There is “extreme persecution” in 10 countries in Africa and the Middle East, says Open Doors. Elsewhere, worrying trends are observed in key geopolitical actors such as India, Saudi Arabia and China.
Evangelical leaders from the Middle East and North Africa analyse the impact of the uprisings that began in 2010, and the current situation.
Yemen is a mountainous, arid desert country with a tumultuous history located on the southeastern edge of the Arabian Peninsula. It is by far the poorest state in the Middle East, suffering from an ongoing civil war
Eighty journalists were killed this year. “The hatred of journalists is voiced, and sometimes very openly proclaimed, by unscrupulous politicians” and “amplified by social networks”, a RSF report says.
Nearly 16 million people go hungry - half the population of the country. The UN announced a ceasefire that seeks to prevent “thousands of children from dying of malnutrition”.
One aim of the Islamic Military Counter Terrorism Coalition is that extremists no longer “tarnish our beloved religion”.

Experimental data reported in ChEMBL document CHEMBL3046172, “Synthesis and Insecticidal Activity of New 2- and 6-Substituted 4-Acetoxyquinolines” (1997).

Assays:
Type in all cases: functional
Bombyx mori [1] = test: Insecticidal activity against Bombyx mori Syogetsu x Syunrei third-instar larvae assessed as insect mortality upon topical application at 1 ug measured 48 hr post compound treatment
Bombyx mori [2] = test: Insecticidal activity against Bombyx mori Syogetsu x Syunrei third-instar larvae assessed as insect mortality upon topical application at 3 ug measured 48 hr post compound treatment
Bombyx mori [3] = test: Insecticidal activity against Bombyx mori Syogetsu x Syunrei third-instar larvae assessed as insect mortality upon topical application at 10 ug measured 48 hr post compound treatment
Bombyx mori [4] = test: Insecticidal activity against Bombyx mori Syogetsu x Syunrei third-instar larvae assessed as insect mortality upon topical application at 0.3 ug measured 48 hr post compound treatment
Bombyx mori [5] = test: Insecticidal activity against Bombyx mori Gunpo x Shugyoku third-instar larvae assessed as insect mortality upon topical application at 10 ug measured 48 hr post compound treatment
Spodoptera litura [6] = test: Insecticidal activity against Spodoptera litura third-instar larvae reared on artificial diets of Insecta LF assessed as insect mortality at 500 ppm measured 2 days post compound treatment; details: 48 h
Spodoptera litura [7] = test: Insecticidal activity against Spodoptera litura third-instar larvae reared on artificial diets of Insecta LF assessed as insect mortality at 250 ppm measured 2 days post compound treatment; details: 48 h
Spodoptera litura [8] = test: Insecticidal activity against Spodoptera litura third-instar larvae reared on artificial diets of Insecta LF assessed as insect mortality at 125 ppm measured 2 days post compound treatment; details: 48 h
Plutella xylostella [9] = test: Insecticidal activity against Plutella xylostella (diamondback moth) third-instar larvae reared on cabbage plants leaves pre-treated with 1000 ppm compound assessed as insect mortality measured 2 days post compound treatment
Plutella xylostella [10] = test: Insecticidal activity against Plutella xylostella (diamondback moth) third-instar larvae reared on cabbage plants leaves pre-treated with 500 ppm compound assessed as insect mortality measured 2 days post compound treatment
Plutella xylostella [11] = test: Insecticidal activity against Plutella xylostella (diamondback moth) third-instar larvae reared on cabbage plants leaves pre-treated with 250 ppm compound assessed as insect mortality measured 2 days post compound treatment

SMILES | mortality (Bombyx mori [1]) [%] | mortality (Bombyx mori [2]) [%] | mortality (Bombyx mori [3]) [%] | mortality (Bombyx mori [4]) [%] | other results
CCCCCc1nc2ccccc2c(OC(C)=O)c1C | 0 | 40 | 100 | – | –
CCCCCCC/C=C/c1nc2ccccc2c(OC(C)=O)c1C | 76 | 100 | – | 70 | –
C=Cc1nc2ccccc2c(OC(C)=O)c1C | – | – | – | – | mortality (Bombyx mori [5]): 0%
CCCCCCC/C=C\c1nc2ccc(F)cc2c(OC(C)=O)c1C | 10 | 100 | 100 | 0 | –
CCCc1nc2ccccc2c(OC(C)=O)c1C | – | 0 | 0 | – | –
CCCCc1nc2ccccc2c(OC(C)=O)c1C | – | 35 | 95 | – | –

After the Saudi-led coalition blockade, Yemen faces “the world's worst humanitarian crisis. Some seven million people are on the brink of famine”, the UN warns.
The first 5 countries of the list are all Muslim-majority lands. Italy ranks 7. “Religious freedom includes the right to express a full range of beliefs”, USCIRF report says.
“Compassion and security are not mutually exclusive”, Tim Breene, CEO of World Relief said. Meanwhile, Franklin Graham and other evangelical leaders support Trump.
According to Open Doors, 215 million Christians suffer “high, very high or extreme persecution”. North Korea continues at the top of the World Watch List. Africa is the region in which more Christians are killed because of their faith.
Jamil, a former Muslim: “Yemenis follow Christ with all their hearts. There is no way back. We all know that. Becoming a Christian will cost you much”.
A report launched by the EU Intergroup on Freedom of Religion or Belief analyses the restrictions in 53 countries. “Human rights should not be a hobby, they should be a core task for a diplomat.”
The war-torn country is ruled by Sharia law, and 99% of the population is Muslim. One of the victims “had been receiving direct threats from Al Qaeda members that he knew personally.”
The conflict has killed more than 700 and caused 121,000 to flee their homes.